Roanoke, VA is home to Local Roots, a farm-to-table must-try. With a “S.O.L.E. philosophy” (Sustainable, Organic, Local and Ethical), Local Roots seeks to provide the freshest food produced in the region’s small and medium-sized farms. Their menu changes seasonally, and sometimes – depending on what’s fresh – daily. With locally sourced vegetables, meats, cheeses and more, you are sure to find something that will pull at your heartstrings.
Experience more than a meal in Tennessee
More than a meal, Blackberry Farm in Walland, TN, offers a range of experiences. Part farm, part restaurant, part inn, you can mingle with teams of experts, including a chef, baker, sommelier, cheesemaker and butcher. Take advantage of the opportunity to enjoy their cooking classes and wine tastings, go fishing or pamper yourself at their onsite spa. Blackberry Farm serves “Foothills Cuisine®,” which blends the sophisticated and local traditional cooking, highlighting dishes that are indigenous to Blackberry's Smoky Mountain heritage.
Great farms bring great options in Georgia
Looking for somewhere relaxing and reliably local? Savannah’s Green Truck Pub sources everything “from meat to corkboards” close to home. Their beef comes from Hunter Cattle Company in Brooklet, GA, and their produce (in season) also stems from local sources. Savannah is also home to Husk, which serves Southern cooking. Husk is proud of its relationship with local organic farmers, beekeepers, sustainable oyster producers and other regional suppliers.
A Noble newbie in Alabama
A relatively new venue on the farm-to-table scene, Mobile’s The Noble South Restaurant is run by a chef who is as local as most of the ingredients on the menu. Offering an eclectic mix of options, specials change according to what’s fresh and available in Alabama today. The minute you walk in, you’ll smell the tempting aroma, as you hear the friendly Southern accents welcoming you in. Pick up a delicacy and taste for yourself: it’s a feast for all the senses.
Eating Well in America’s Heartland
No cheese please, Wisconsin
It’s no surprise that Baraboo, Wisconsin, is home to the Cheeze Factory Restaurant. But don’t get confused by their name – despite being in Wisconsin, you won’t find any actual dairy products here. A 100% vegan and non-GMO eatery, this institution has its own TV show, “The Restaurant Show,” where you can learn how to make some of the dishes served at the restaurant. Although not strictly farm-to-table, many items are designed for gluten-sensitive patrons and (of course) vegans.
Mission-driven in Minnesota
In the heart of Minneapolis, you can experience local, sustainable, organic food at Birchwood Café. More than an eatery, this mission-driven establishment serves seasonal foods that highlight what is fresh now. A very popular spot, especially on weekends, you will find that whether you are looking for breakfast, lunch, brunch or dinner, it’s worth the wait.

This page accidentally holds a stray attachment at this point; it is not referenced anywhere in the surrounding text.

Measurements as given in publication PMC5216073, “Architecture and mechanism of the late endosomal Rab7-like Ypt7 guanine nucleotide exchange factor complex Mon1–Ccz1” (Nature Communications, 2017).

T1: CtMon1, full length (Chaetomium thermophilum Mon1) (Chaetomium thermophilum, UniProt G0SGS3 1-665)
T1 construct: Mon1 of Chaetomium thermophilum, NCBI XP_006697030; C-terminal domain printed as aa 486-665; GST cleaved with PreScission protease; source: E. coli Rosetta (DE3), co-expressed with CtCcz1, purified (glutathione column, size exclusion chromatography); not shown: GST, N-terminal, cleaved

Iowa's answer to fresh Indian cuisine
Authentic and organic Indian food in Iowa? It might not be what people expect in Iowa, but with a strong tradition of farming, it is no surprise that there are excellent farm-to-table choices. LT Organic Farm is a little different. Not only is it a working organic farm with a Community-Supported Agriculture (CSA) option, but it is also has an Institute for Preventative Medicine under the auspices of a Cardiac and Pulmonary Specialist and Registered Nurse, a cooking instructor and organic farmers and a seasonally open farm-to-table restaurant. The menu changes depending on what’s fresh and includes Indian, Caribbean and Mediterranean dishes. Conveniently located just outside of West Des Moines, it’s a must-try stop as you drive along I-80.
“A working organic farm, an Institute for Preventative Medicine under the auspices of a Cardiac and Pulmonary Specialist, with a cooking instructor and a seasonally open farm-to-table restaurant”
Capturing the cool breezes in Colorado
Powered 100% by wind energy, Denver’s Root Down Restaurant prides itself on choosing food from farmers who follow humane practices. More than 50% of its foods are sourced locally, and the restaurant focuses on sustainable practices, including its building, which was constructed from reclaimed, reused and recycled materials.
Captivating flavors in Cali
If there ever were a bucket-list topper, The French Laundry in Yountville, CA, is probably it. With 3 Michelin stars, and prices that reflect this honor, this restaurant epitomizes decadence. The French Laundry is part of Chef Thomas Keller’s restaurant group, which includes, among others, Ad Hoc – Addendum in the Bay Area, Per Se in Manhattan and The Surf Club Restaurant in Miami. The French Laundry changes its menu twice a day, and works with several farms to provide local flavors.
For a more cost-friendly dining experience, San Diego’s Nutmeg Bakery and Café offers a sustainable option for breakfast, lunch or brunch. Collaborating with local farmers, coffee roasters and fishermen, diners can start their day with something delicious.
Can you taste the difference?
Did we miss your favorite farm-to-table place? Can you taste the difference? Next time, HearingLife’s Connected Living will highlight America’s best barbeque joints. If you have a must-try place, let us know by emailing firstname.lastname@example.org. We look forward to exploring what’s hot and would love to hear from you.